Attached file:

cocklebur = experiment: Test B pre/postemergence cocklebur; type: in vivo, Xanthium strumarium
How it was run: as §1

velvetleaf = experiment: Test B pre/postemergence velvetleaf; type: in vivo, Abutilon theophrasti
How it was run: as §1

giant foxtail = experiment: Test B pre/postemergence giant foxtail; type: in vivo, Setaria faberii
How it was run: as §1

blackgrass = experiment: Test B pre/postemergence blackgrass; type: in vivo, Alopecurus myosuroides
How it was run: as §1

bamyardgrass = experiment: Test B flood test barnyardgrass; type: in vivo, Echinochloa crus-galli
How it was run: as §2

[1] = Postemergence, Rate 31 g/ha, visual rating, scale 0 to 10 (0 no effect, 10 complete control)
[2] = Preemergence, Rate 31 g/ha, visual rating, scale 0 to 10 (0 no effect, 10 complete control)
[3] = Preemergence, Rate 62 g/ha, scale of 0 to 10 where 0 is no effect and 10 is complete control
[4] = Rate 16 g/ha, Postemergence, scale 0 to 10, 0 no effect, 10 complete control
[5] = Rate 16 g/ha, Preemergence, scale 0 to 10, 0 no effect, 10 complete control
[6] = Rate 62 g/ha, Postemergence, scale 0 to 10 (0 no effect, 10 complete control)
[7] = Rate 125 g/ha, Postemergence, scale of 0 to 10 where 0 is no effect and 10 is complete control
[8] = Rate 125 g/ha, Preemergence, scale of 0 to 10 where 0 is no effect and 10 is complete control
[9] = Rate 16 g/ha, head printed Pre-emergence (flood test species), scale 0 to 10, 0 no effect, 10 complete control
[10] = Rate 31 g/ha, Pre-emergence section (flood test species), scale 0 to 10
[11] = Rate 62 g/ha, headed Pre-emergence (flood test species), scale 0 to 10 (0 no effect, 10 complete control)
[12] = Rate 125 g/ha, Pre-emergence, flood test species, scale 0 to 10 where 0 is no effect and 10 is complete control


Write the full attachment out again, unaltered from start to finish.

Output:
cocklebur = experiment: Test B pre/postemergence cocklebur; type: in vivo, Xanthium strumarium
How it was run: as §1

velvetleaf = experiment: Test B pre/postemergence velvetleaf; type: in vivo, Abutilon theophrasti
How it was run: as §1

giant foxtail = experiment: Test B pre/postemergence giant foxtail; type: in vivo, Setaria faberii
How it was run: as §1

blackgrass = experiment: Test B pre/postemergence blackgrass; type: in vivo, Alopecurus myosuroides
How it was run: as §1

bamyardgrass = experiment: Test B flood test barnyardgrass; type: in vivo, Echinochloa crus-galli
How it was run: as §2

[1] = Postemergence, Rate 31 g/ha, visual rating, scale 0 to 10 (0 no effect, 10 complete control)
[2] = Preemergence, Rate 31 g/ha, visual rating, scale 0 to 10 (0 no effect, 10 complete control)
[3] = Preemergence, Rate 62 g/ha, scale of 0 to 10 where 0 is no effect and 10 is complete control
[4] = Rate 16 g/ha, Postemergence, scale 0 to 10, 0 no effect, 10 complete control
[5] = Rate 16 g/ha, Preemergence, scale 0 to 10, 0 no effect, 10 complete control
[6] = Rate 62 g/ha, Postemergence, scale 0 to 10 (0 no effect, 10 complete control)
[7] = Rate 125 g/ha, Postemergence, scale of 0 to 10 where 0 is no effect and 10 is complete control
[8] = Rate 125 g/ha, Preemergence, scale of 0 to 10 where 0 is no effect and 10 is complete control
[9] = Rate 16 g/ha, head printed Pre-emergence (flood test species), scale 0 to 10, 0 no effect, 10 complete control
[10] = Rate 31 g/ha, Pre-emergence section (flood test species), scale 0 to 10
[11] = Rate 62 g/ha, headed Pre-emergence (flood test species), scale 0 to 10 (0 no effect, 10 complete control)
[12] = Rate 125 g/ha, Pre-emergence, flood test species, scale 0 to 10 where 0 is no effect and 10 is complete control